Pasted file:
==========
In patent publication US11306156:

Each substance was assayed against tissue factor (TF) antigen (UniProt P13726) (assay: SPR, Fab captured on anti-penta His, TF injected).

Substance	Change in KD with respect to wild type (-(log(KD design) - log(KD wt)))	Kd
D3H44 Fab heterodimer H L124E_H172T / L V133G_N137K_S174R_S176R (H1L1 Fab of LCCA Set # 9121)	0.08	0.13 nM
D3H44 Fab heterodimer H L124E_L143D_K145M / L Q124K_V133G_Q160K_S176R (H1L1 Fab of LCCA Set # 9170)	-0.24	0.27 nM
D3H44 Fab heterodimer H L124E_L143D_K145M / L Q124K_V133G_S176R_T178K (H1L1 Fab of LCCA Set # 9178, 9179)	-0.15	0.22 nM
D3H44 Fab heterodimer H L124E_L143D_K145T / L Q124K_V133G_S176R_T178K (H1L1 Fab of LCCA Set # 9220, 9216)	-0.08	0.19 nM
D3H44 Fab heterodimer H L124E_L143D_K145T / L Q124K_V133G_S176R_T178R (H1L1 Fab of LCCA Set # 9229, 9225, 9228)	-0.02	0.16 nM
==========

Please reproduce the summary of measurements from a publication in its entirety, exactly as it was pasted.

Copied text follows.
In patent publication US11306156:

Each substance was assayed against tissue factor (TF) antigen (UniProt P13726) (assay: SPR, Fab captured on anti-penta His, TF injected).

Substance	Change in KD with respect to wild type (-(log(KD design) - log(KD wt)))	Kd
D3H44 Fab heterodimer H L124E_H172T / L V133G_N137K_S174R_S176R (H1L1 Fab of LCCA Set # 9121)	0.08	0.13 nM
D3H44 Fab heterodimer H L124E_L143D_K145M / L Q124K_V133G_Q160K_S176R (H1L1 Fab of LCCA Set # 9170)	-0.24	0.27 nM
D3H44 Fab heterodimer H L124E_L143D_K145M / L Q124K_V133G_S176R_T178K (H1L1 Fab of LCCA Set # 9178, 9179)	-0.15	0.22 nM
D3H44 Fab heterodimer H L124E_L143D_K145T / L Q124K_V133G_S176R_T178K (H1L1 Fab of LCCA Set # 9220, 9216)	-0.08	0.19 nM
D3H44 Fab heterodimer H L124E_L143D_K145T / L Q124K_V133G_S176R_T178R (H1L1 Fab of LCCA Set # 9229, 9225, 9228)	-0.02	0.16 nM